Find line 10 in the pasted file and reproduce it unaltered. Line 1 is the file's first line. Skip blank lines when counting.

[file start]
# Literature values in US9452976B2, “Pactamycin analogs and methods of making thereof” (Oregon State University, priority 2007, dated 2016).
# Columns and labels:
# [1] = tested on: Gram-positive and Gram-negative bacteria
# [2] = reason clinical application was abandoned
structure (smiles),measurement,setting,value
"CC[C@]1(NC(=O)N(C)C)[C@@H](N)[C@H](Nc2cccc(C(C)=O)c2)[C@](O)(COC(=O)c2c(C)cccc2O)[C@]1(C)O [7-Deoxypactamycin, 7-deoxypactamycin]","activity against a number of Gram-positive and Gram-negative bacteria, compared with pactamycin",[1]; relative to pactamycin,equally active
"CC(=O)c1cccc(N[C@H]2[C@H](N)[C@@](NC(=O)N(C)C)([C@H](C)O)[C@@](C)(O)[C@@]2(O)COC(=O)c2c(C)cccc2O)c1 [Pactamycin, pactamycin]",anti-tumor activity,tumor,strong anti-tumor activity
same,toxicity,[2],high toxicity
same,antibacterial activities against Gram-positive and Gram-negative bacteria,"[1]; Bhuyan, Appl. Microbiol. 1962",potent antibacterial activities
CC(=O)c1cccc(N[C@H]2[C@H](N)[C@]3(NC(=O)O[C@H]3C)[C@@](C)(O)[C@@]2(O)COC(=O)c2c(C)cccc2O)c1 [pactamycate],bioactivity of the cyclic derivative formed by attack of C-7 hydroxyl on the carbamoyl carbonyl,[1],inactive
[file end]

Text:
CC(=O)c1cccc(N[C@H]2[C@H](N)[C@]3(NC(=O)O[C@H]3C)[C@@](C)(O)[C@@]2(O)COC(=O)c2c(C)cccc2O)c1 [pactamycate],bioactivity of the cyclic derivative formed by attack of C-7 hydroxyl on the carbamoyl carbonyl,[1],inactive